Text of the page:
Monday, May 14, 2012

One Family

Part 15 of a series through the New Testament book of Ephesians

You can listen to this sermon here.



"For he himself is our peace, who has made us both one and has broken down in his flesh the dividing wall of hostility by abolishing the law of commandments expressed in ordinances, that he might create in himself one new man in place of the two, so making peace, and might reconcile us both to God in one body through the cross, thereby killing the hostility. And he came and preached peace to you who were far off and peace to those who were near. For through him we both have access in one Spirit to the Father" (2:14-18).


A New Peace 

“[Christ] himself is our peace” (v. 14a). He is the “Prince of Peace” (Isa. 9:6; cf. Micah 5:5). (The word “peace” is found four times in verse 14-18.) “Peace” is more than the absence of “hostility” (vv. 14, 16). “Peace” could be defined as “harmonious friendship.” Christ has created two kinds of peace.

1. Christ has made vertical peace. 

This is peace with God. The need for reconciliation with God began when Adam and Eve sinned in the Garden of Eden. “They heard the sound of the LORD God walking in the garden in the cool of the day, and the man and his wife hid themselves from the presence of the LORD God among the trees of the garden” (Gen. 3:8). Paul describes the message of salvation as “the gospel of peace” (Eph. 6:15).

2. Christ has made horizontal peace. 

This is peace within the church. “[Christ] has made us both [Jews and Gentiles] one and has broken down in his flesh the dividing wall of hostility by abolishing the law of commandments expressed in ordinances” (vv. 14b-15a). However, we won’t enjoy complete peace with one another in this life. Now we must be “eager to maintain the unity of the Spirit in the bond of peace” (Eph. 4:3).

What was the “dividing wall of hostility” that Christ broke down? There was a wall around the temple in Jerusalem that prevented the Gentiles from going beyond the Court of the Gentiles. There were inscriptions on the wall basically saying to the Gentiles, “No trespassing!” One of these inscriptions was unearthed in 1871. It reads: “No foreigner is to enter within the balustrade and embankment around the sanctuary. Whoever is caught will have himself to blame for his death which follows” (James Montgomery Boice, Ephesians: An Expositional Commentary, p. 83). A riot once broke out when the Jews thought Paul had taken a Gentile Christian named Trophimus into the temple enclosure with him (Acts 21:27-36).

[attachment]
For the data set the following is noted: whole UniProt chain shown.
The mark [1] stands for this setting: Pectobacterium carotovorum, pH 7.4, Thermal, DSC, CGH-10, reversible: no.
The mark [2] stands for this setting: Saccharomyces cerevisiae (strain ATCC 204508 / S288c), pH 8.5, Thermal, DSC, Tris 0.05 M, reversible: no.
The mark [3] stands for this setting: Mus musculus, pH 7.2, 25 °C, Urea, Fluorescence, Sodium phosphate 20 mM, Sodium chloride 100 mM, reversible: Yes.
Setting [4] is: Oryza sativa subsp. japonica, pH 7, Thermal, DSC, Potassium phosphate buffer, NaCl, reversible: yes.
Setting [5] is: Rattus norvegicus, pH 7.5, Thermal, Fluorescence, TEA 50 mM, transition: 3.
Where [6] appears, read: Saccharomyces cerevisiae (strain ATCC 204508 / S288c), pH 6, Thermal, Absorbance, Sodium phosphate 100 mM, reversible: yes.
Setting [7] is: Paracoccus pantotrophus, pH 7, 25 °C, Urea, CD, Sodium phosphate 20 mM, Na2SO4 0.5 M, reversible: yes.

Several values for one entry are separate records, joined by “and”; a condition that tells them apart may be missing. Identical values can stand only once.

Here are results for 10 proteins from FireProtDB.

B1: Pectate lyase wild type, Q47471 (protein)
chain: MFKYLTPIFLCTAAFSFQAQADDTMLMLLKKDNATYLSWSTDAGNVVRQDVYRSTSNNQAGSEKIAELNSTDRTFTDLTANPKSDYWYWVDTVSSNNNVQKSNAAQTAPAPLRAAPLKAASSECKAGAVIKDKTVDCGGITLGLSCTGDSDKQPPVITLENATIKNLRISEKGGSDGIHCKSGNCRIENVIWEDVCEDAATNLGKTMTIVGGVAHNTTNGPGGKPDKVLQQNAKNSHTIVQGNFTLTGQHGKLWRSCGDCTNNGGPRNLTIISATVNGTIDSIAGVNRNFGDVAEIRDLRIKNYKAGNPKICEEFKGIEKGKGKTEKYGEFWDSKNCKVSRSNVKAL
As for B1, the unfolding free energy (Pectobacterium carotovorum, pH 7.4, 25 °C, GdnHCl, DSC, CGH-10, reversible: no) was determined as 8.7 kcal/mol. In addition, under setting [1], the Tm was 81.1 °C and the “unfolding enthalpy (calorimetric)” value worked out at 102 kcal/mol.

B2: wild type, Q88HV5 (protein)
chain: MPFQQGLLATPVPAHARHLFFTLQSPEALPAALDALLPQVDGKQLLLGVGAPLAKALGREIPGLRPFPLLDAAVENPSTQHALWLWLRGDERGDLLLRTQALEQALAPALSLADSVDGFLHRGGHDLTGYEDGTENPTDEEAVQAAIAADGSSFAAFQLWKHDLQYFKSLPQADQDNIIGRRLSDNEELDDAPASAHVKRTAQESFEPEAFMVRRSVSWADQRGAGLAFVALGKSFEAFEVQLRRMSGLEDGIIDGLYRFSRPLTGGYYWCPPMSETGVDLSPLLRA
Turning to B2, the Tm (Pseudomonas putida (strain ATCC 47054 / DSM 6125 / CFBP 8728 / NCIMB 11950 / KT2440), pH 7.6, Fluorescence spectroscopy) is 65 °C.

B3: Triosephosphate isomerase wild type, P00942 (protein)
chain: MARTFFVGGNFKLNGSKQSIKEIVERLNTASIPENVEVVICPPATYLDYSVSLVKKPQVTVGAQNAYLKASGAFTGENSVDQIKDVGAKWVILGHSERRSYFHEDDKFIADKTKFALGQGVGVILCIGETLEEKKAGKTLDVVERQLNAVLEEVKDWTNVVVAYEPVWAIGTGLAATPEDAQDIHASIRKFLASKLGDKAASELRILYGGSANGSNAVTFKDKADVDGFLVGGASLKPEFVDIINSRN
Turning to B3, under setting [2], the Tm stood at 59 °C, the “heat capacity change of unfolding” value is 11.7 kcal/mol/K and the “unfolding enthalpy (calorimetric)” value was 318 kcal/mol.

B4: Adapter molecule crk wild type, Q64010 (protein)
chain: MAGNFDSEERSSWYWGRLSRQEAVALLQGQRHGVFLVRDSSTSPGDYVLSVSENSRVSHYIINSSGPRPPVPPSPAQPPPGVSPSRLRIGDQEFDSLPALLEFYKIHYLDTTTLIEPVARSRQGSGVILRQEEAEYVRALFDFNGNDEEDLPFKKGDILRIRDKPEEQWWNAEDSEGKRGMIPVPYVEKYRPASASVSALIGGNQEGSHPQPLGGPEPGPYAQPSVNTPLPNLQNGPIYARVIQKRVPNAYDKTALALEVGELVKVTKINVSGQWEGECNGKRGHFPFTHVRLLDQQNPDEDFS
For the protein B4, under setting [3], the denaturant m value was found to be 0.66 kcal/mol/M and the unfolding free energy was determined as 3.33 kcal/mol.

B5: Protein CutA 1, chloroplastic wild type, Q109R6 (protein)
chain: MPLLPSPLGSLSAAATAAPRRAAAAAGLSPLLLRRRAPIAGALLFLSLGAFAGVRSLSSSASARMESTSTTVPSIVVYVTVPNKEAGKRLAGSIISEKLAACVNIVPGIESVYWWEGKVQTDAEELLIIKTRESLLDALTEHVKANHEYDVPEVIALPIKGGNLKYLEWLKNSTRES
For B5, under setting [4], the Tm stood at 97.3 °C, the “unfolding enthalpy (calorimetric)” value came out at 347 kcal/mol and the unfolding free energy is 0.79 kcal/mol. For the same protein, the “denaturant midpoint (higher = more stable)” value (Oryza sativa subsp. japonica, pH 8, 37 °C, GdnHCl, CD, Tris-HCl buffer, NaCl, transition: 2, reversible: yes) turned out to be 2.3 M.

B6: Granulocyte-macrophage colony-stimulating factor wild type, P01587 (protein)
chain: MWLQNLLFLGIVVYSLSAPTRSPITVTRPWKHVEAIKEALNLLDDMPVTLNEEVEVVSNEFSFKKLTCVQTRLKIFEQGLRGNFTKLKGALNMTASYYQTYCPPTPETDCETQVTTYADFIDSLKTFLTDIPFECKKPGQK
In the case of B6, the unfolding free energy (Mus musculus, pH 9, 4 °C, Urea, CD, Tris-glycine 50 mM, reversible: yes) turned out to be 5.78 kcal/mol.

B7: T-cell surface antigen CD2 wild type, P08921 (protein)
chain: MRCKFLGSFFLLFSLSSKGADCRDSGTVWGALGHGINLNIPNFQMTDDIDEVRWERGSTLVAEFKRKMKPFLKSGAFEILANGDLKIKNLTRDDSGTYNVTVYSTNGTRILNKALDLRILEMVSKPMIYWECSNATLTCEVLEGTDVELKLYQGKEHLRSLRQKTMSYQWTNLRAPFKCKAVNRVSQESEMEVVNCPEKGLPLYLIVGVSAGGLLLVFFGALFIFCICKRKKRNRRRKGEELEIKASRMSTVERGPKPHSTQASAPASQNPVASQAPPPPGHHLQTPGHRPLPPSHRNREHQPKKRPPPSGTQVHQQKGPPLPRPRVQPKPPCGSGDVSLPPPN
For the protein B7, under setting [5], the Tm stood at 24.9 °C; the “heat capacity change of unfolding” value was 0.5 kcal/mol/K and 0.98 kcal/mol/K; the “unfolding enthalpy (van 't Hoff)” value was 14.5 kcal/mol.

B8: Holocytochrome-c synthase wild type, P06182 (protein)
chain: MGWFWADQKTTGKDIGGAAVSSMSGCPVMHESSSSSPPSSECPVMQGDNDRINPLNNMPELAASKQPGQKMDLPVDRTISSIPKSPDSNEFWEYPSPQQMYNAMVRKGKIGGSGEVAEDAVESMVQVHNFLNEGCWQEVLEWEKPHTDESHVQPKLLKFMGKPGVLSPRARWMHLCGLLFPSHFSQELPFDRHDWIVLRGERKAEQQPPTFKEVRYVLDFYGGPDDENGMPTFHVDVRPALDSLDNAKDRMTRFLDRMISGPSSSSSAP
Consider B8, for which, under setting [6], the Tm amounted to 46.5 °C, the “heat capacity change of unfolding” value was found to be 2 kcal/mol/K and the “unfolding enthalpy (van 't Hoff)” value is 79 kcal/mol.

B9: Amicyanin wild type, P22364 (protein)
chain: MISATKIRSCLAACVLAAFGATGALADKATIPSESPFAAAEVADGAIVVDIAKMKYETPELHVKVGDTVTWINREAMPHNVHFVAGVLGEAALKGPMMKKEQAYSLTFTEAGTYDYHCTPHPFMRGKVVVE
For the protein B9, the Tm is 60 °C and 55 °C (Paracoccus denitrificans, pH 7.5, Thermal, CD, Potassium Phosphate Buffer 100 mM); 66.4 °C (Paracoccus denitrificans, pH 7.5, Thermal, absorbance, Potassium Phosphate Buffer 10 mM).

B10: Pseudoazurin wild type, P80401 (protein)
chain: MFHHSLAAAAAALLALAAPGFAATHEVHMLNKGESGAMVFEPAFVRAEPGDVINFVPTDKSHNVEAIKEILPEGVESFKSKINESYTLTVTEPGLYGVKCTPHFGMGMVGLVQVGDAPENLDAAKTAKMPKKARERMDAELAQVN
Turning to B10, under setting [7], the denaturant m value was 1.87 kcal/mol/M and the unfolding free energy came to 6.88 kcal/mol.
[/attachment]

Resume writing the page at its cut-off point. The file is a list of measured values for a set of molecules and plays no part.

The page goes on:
However, the “dividing wall of hostility” probably refers to the Mosaic Law. It “included many commandments that served to separate Israel from the other nations. Thus the law was a ‘dividing wall’ which Christ has abolished or rendered powerless both by fulfilling it and by removing believers from the law’s condemnation” (ESV Study Bible, p. 2265).


A New Race 

“That he might created in himself one new man in place of the two, so making peace, and might reconcile us both to God in one body through the cross, thereby killing the hostility” (vv. 15b-16). A “new man” is “a new human race under the second Adam (Christ), in whose image the Christian is re-created (1 Cor. 15:45, 49; cf. Eph. 4:24)” (ESV Study Bible, p. 2265). The church is a new race of people (a union of Jews and Gentiles).

We are one with every other believer regardless of any distinctions. 


A New Access 

“Through [Christ] we both have access in one Spirit to the Father” (v. 18). “This does not mean ‘we both alike have access’ but rather ‘we both together have access’” (Harold Hoehner, Ephesians: An Exegetical Commentary, p. 388). This new access to the Father was pictured by the tearing of the temple veil, which was a barrier between God and man. “Behold, the curtain of the temple was torn in two, from top to bottom” (Matt. 27:51). The veil was six inches thick. And notice that the veil was torn “from top to bottom.” It was torn by God. He is the one responsible for reconciliation (both vertically and horizontally).

We are have one Father, and we are brothers and sisters in one great family.